In June, U.S. Rep. Raúl Labrador served as the emcee of the Idaho Republican State Convention in Moscow. For two days, he attempted to broker peace—or at least a truce—between factions of the state party that had been festering for at least the past four years. Awkwardly, Labrador, whose first-term election in 2010 rode the crest of the national Tea Party wave, was now in the position of playing mediator between so-called “establishment” party leaders and a contingent of libertarian and Tea Party-aligned activists who have worked to place key supporters in precinct-level positions throughout Idaho.
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The convention followed Labrador’s easy re-nomination for his seat and May 20 primary victories for incumbent Governor C.L. “Butch” Otter and U.S. Rep. Mike Simpson against challenges from the right flank of the state party. In all of this, Idaho serves as a microcosm for larger issues within the national Republican Party, which finds Tea Party activists a powerful mobilizing force—one that threatens to undermine support for the party when more centrist voters are key to winning elections.
The poor showing of the Tea Party in national and state elections indicates problems for a movement that seemed unstoppable a few short years ago.
The Tea Party in Idaho
At first glance, the Gem State would appear to be the ideal location in the United States for a grassroots libertarian movement. A recent article in the Journal of Politics ranked Idaho’s citizens as having the most conservative public policy preferences at the state level, followed by Oklahoma, Utah, Wyoming and South Dakota. Simple logic would suggest that if the Idaho public is more socially and fiscally conservative than many conservatives elsewhere—and the Tea Party is more conservative than so-called “mainstream” Republicans—then Idaho should be the epicenter of the Tea Party.
Yet a review of Tea Party activity in Idaho over the past four years suggests an uneven effectiveness not unlike that in the national movement. As the Idaho Statesman reported in March 2009, a rally organized by Idahoans for Liberty in Julia Davis Park attracted a scant 40 participants, though by the next month a nationally sponsored rally on the Capitol steps in Boise attracted “several thousand.”
Former Idaho Congressman Walt Minnick was the only Democrat anywhere in the country to be cited favorably by the national Tea Party Express group for voting against the 2009 federal stimulus bill. (Minnick would vote against the Patient Protection and Affordable Care Act in 2010.) Weaver’s recent piece in The International Journal of Press/Politics, co-authored with Joshua M. Scacco, “examines nightly cable news coverage of this movement by using key frames associated with the ‘protest paradigm’ — the tendency for media to marginalize movements by drawing attention away from core concerns raised by such movements.”
Clearly, this had more to do with the conservative constituency of the First District than true Tea Party allegiance on Minnick’s part. Yet this was not enough to salvage his seat; he would go on to lose to Labrador by 24,000 votes in the 2010 election, the Idaho Tea Party’s most significant electoral success to date in the state.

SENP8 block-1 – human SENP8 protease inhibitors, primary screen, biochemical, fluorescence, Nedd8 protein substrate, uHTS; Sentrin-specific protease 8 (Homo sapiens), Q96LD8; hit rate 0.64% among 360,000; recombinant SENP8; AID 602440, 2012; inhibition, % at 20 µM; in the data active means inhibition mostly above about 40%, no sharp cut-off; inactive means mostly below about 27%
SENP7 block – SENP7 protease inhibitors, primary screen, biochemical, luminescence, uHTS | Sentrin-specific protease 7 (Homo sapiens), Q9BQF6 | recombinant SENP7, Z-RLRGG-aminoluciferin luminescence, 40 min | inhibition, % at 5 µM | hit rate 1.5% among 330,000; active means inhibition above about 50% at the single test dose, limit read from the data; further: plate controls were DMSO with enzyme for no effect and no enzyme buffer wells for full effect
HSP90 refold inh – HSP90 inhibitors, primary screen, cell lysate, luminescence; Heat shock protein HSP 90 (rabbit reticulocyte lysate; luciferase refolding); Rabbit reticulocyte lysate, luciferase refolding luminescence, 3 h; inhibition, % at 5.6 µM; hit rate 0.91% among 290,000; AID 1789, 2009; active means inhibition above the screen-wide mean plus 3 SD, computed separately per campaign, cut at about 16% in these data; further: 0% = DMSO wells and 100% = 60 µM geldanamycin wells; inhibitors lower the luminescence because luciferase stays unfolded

Challenges in Idaho and nationally
While the Tea Party more or less held its ground in 2012, the subsequent two years were not as kind. The 2014 primary season was a difficult one for the Tea Party nationally, which sought to replicate its earlier successes. Strategies that worked, for example, in unseating former Utah Sen. Robert Bennett in 2010, fizzled this election year. Idaho Republican Congressman Mike Simpson’s primary challenger, Bryan Smith, received his heaviest financial and media endorsements from libertarian groups outside of Idaho—most notably Freedom Works, Citizens United, the Madison Project and the Club for Growth. Meanwhile, Simpson retained traditional endorsements from the National Rifle Association, an important one in a state where so many residents heavily prize the Second Amendment.
Perhaps because of Idaho’s solidly Republican reputation, it was the novelty and vigorousness of Smith’s challenge that prompted National Public Radio’s David Greene to travel to the 2nd Congressional District in January to see what this “bellwether” race might portend for the Tea Party writ large. Green’s intuition was prescient: Simpson would go on to win his primary with just over 61 percent of the vote.
Although former state Sen. Russ Fulcher did not explicitly campaign on a Tea Party platform, he did enjoy the support of Tea Party-aligned activists and elected officials in his primary challenge against Otter. By mid-May, Fulcher acquired Labrador’s endorsement and conjoined campaign signs began popping up in the western half of the Treasure Valley like a late spring flower. Given the Tea Party’s vehement disagreement with the Affordable Care Act, Fulcher was naturally poised to capitalize on populist distaste for Otter’s decision to take the “least-worst” option under the law and create a state-run health insurance exchange.